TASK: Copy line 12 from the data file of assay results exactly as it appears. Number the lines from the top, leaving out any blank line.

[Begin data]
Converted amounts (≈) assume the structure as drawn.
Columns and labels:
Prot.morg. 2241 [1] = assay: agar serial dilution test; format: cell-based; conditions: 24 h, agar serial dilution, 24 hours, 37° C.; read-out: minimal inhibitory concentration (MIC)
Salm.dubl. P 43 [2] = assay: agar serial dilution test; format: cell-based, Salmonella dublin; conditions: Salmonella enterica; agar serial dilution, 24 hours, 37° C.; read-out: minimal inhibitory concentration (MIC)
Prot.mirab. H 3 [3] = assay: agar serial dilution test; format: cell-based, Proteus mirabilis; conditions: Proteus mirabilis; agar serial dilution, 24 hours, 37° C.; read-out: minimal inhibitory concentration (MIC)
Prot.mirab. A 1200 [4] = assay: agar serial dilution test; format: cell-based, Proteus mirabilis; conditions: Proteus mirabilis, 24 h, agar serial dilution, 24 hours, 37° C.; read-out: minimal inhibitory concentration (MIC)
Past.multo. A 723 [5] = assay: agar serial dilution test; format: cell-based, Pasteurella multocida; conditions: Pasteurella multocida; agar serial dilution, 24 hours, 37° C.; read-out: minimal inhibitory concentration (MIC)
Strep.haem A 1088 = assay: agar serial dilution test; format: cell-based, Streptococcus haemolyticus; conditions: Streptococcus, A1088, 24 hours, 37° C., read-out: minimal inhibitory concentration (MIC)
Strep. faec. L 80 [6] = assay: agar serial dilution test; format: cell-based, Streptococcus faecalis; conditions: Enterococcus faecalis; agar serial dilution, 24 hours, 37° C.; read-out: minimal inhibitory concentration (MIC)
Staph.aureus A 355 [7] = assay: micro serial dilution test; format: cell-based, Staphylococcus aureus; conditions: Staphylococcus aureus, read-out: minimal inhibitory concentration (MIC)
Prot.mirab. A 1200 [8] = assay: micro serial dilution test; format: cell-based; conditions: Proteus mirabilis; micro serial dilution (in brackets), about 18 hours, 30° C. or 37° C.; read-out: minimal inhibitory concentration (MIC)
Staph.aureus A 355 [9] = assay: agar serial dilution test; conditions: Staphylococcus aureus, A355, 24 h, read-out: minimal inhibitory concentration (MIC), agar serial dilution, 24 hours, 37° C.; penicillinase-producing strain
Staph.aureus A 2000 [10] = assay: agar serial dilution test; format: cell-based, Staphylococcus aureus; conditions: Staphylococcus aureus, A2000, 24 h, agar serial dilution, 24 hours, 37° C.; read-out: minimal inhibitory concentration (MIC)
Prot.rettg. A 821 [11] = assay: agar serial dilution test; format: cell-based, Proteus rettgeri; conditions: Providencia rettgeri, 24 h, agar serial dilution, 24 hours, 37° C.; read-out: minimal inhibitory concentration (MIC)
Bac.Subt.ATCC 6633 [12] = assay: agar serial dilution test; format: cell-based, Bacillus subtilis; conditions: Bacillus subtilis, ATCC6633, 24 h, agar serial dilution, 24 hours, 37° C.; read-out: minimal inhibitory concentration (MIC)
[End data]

Staph.aureus A 355 [9] = assay: agar serial dilution test; conditions: Staphylococcus aureus, A355, 24 h, read-out: minimal inhibitory concentration (MIC), agar serial dilution, 24 hours, 37° C.; penicillinase-producing strain